The global fashion magazine July 21, 2024 

Intrigue on the Riviera

LIVING Anna Shilling’s All in Monte Carlo spins a high-stakes tale through the eyes of four women, founded in the very real lives of those who inhabit the quarter in Monaco. We review it

Main photograph by Shan Tomouk/@shantomouk



All in Monte Carlo cover
The cover to All in Monte Carlo, and a map of where the action takes place, all within an area measuring 3·5 km across


The image of the jet-set Principality of Monaco is still very much with us: those of us who flock there are swayed by the magnetism from its decades as the destination of the rich; and the history of its ruling house which takes its name from Francesco Grimaldi with agnatic heirs from other families. And then there are those who live and work in Monaco every day, some who themselves have been drawn there, who have real-life tales to tell.

That’s where All in Monte Carlo begins, from the points de vue of four women, whose paths cross in the principality and specifically in Monte Carlo, each of whom has a motive to seek revenge from the situations in which they find themselves. A magazine editor, a countess, an escort, and a businesswoman, with a backdrop not just of Monaco but the high-stakes art world.

Anna Shilling—in fact the nom de plume of four women, whose identities are jealously guarded (in fact Lucire only knows of one)—weaves a tale of brand names and conspicuous consumption, in line with the boutiques we all witness in Monaco, and paints a colourful back story for each of the four main characters. They are grounded in reality, with sufficient embellishment to raise them into fiction. Of the worlds we know, the editor’s tasks are all too believable—who hasn’t written puff pieces(?)—but money-laundering and Russian mobsters are outside our immediate experience, though we have written on similar subjects over the decades.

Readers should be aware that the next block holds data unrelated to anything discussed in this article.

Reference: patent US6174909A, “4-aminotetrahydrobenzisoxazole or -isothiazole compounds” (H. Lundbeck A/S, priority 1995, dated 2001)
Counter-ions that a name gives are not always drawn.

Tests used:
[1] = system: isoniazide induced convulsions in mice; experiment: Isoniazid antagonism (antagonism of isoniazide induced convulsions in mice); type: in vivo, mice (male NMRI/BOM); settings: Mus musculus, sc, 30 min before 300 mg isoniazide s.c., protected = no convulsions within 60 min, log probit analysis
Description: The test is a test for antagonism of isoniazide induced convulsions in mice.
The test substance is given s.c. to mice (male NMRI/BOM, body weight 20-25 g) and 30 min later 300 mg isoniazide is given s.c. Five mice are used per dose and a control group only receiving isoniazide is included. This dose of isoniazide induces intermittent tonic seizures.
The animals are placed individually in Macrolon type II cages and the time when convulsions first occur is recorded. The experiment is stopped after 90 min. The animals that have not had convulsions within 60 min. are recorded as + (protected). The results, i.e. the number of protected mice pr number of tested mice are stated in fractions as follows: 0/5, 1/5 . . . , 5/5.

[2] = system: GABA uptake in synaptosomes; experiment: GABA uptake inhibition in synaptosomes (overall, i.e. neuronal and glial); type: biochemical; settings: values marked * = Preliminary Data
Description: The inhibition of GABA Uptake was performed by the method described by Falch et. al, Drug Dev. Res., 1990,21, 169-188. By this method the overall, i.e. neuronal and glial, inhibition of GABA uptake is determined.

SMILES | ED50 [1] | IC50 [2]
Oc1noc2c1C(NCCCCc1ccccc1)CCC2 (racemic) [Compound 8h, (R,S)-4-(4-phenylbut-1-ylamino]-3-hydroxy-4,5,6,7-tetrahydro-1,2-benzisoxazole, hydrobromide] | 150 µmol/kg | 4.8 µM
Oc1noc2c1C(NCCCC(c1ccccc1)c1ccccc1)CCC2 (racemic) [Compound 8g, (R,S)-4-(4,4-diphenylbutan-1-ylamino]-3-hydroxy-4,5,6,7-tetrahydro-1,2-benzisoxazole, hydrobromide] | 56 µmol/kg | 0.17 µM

Those who have travelled to that part of the world will know the locations well, and Shilling covers them realistically. There’s the depth of detail into brands and products that are clearly the work of an observant, clever journalist—certain Fleming thrillers come to mind given this background—though the way the revenge is sought borders on black comedy in some cases. In other words, rather enjoyably, with an admitted inspiration in Dumas’ The Count of Monte Cristo.

It is also a colourful travelogue, in much the same way as our travel editor Stanley Moss’s novels in India, but far more grounded in actual events—as Shilling has said in publicity statements, the truth is stranger than fiction. Knowing many tales ourselves, this mantra certainly holds true.

The authors are described as an editor, an aristocrat, a high-net-worth businesswoman and a private banker—women who know the very people who appear in the novel—or on whose lives they are based. All four are expatriates.

As they explained, ‘We are a group of friends who all lived in Monaco and socialized together under the guise of a “book club”. Having entertained each other with anecdotes of what really goes on in Monte Carlo, the idea to write a book was born. The magazine editor in our group created the master plot of betrayal and revenge, to which we all brought our real-life stories. We wanted to lift the lid on Monaco from an insider’s perspective: from outrageous secrets to funny experiences of our daily lives in the second smallest country in the world but the wealthiest per capita.’

From the cover—designed by Patrick Knowles, who has illustrated covers and provided calligraphy for Julian Fellowes, Anthony Horowitz, Joyce Porter, Colin Watson, and Their Royal Highnesses the Prince and Princess of Wales—through its c. 300 pp., All in Monte Carlo is a perfect read for our times, a snapshot of the Riviera as it stands in the early 2020s, with one exception, viz. that the pandemic is absent, although it was the pandemic that brought the authors together. But the places (all of which exist in real life), food and money are there, in rich verisimilitude, along with Shilling’s descriptions of the action. Thoroughly recommended, and just the ticket for our readers. It leaves the door open for a sequel, and we think it deserves one—not to mention, given its cinematric approach to storytelling, a screen adaptation. •





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